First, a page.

It has been known for some years that people who suffer from rheumatoid arthritis are less likely to develop Alzheimer's disease.
But now, researchers at the University of South Florida think they know why, and their findings could pave the way for a treatment for the disease.
The researchers found that a protein released into the bloodstream of people with rheumatoid arthritis provided protection against Alzheimer's in mice.
Their study appears online today in the Journal of Alzheimer's Disease.
One of the next steps could be testing the protein, known as GM-CSF, on humans. Huntington Potter, the principal investigator, noted that the man-made form of GM-CSF, known as Leukine, is already approved by the FDA to treat certain cancer patients who need to generate more immune cells.
"Our study, along with the drug's track record for safety, suggests Leukine should be tested in humans as a potential treatment for Alzheimer's disease," said Potter, a professor of molecular medicine at USF Health Byrd Alzheimer's Institute and director of the Florida Alzheimer's Disease Research Center.
People with rheumatoid arthritis — a disease that leads to inflammation of the joints and surrounding tissues — are less likely to develop Alzheimer's. It had been assumed that the non-steroidal anti-inflammatory drugs they were taking helped prevent the onset and progression of Alzheimer's. But recent clinical trials proved this was not the case.
So, USF researchers then looked at other explanations. They analyzed three growth factors of rheumatoid arthritis in mice that have been bred to develop Alzheimer's symptoms, and identified the protein GM-CSF as the most promising for protection against Alzheimer's. A 20-day study confirmed that the mice treated with GM-CSF performed better on tests measuring memory and learning than mice that were given a placebo. In fact, the memories in the treated mice were similar to normal-aged mice without dementia.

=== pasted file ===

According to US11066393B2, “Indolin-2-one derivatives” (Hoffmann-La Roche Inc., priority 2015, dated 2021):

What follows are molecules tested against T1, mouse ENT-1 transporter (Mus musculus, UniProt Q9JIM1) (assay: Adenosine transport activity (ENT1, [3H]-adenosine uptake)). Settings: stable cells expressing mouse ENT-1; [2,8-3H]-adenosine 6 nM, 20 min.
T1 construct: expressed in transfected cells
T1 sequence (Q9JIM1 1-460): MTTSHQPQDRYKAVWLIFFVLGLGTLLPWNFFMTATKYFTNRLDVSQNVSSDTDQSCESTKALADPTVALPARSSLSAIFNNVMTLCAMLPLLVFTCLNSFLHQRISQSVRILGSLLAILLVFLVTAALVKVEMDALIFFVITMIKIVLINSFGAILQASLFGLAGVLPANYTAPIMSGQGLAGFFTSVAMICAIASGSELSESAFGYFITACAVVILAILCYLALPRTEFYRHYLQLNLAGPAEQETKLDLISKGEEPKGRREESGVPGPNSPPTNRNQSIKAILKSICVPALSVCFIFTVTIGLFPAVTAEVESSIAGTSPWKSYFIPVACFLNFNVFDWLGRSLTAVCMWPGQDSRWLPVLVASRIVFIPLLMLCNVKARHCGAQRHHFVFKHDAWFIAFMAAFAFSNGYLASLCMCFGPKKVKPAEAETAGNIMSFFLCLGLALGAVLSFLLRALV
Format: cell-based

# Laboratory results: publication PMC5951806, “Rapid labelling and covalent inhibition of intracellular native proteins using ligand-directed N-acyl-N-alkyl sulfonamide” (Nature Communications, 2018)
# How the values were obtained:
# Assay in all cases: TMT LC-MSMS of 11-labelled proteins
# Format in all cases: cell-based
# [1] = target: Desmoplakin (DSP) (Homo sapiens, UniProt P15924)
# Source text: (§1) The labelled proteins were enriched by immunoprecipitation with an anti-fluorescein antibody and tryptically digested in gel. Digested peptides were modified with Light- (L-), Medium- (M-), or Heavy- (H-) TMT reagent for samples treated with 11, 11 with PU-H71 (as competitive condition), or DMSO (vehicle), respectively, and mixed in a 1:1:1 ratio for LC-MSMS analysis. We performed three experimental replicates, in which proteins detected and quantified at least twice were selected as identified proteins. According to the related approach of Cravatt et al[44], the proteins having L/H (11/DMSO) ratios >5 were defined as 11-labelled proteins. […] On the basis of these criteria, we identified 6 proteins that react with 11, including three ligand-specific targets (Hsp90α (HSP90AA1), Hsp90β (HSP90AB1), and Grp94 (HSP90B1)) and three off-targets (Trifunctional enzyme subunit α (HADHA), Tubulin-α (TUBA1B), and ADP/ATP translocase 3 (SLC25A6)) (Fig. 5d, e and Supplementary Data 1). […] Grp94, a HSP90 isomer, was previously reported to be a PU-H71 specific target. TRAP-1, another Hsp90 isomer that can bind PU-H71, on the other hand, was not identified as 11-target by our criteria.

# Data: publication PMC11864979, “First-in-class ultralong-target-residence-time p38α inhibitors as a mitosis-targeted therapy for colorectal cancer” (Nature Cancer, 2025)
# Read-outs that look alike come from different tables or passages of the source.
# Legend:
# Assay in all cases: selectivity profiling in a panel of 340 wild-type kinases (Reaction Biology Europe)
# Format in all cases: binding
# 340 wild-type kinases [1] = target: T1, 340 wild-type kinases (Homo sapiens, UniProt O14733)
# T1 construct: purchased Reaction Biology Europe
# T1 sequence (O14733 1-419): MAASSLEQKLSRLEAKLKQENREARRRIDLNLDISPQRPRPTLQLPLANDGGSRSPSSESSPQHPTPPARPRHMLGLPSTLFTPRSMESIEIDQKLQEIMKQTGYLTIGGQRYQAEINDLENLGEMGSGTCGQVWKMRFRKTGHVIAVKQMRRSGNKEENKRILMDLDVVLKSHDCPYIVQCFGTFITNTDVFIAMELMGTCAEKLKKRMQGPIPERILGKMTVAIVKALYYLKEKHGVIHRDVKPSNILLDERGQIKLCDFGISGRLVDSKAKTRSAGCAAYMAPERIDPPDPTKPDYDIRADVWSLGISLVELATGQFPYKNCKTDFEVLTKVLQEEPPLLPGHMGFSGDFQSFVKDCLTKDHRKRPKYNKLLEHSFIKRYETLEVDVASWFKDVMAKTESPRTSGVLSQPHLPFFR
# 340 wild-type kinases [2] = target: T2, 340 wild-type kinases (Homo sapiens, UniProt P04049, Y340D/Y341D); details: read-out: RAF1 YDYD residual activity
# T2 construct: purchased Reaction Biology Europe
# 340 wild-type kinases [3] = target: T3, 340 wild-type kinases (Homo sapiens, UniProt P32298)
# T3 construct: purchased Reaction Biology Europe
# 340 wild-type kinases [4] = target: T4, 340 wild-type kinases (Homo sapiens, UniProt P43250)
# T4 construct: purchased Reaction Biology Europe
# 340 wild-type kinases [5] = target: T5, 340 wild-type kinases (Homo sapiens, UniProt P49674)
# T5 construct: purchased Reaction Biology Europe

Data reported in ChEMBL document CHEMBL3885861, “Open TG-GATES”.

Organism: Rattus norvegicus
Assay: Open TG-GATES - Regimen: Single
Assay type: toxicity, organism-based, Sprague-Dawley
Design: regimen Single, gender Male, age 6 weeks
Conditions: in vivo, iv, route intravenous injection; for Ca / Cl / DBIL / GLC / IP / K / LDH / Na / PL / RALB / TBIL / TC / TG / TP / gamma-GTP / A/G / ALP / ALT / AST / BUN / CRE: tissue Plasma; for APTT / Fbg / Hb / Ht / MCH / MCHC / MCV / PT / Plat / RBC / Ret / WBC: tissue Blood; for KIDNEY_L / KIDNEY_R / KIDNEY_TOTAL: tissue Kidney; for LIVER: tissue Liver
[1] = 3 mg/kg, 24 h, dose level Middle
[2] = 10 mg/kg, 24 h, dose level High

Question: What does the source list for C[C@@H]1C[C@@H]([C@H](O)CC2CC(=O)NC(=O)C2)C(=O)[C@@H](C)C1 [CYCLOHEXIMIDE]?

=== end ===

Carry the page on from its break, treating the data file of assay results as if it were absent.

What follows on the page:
"We were pretty amazed that the treatment completely reversed cognitive impairment in 20 days," Tim Boyd, one of the lead authors of the study, said in a news release.
But success in mice doesn't necessarily mean the treatment will be beneficial to humans. Researchers have alleviated Alzheimer's-like symptoms in mice several times over, only to learn that the same treatment did not work in humans.
"It's essential people keep in mind that mice are not people," said Bill Thies, chief medical and scientific officer with the national Alzheimer's Association.
"Mice stay in their cages, eat their mice chow, and are of a very consistent genetic background," Thies said, while humans are much more complicated.
But at the same time, Thies said animal testing is essential. "It gives us the possibilities we can examine in humans."
Potter says there's reason for "cautious optimism" about the latest finding. He says it's the combination of knowing that the protein GM-CSF is released during rheumatoid arthritis, and that those patients are protected against Alzheimer's; that the man-made form of the protein, Leukine, has been proven safe over nearly 20 years of use; and that the mouse study has shown benefits of using the protein.
"We expect there to be no problem setting up a clinical trial," Potter said.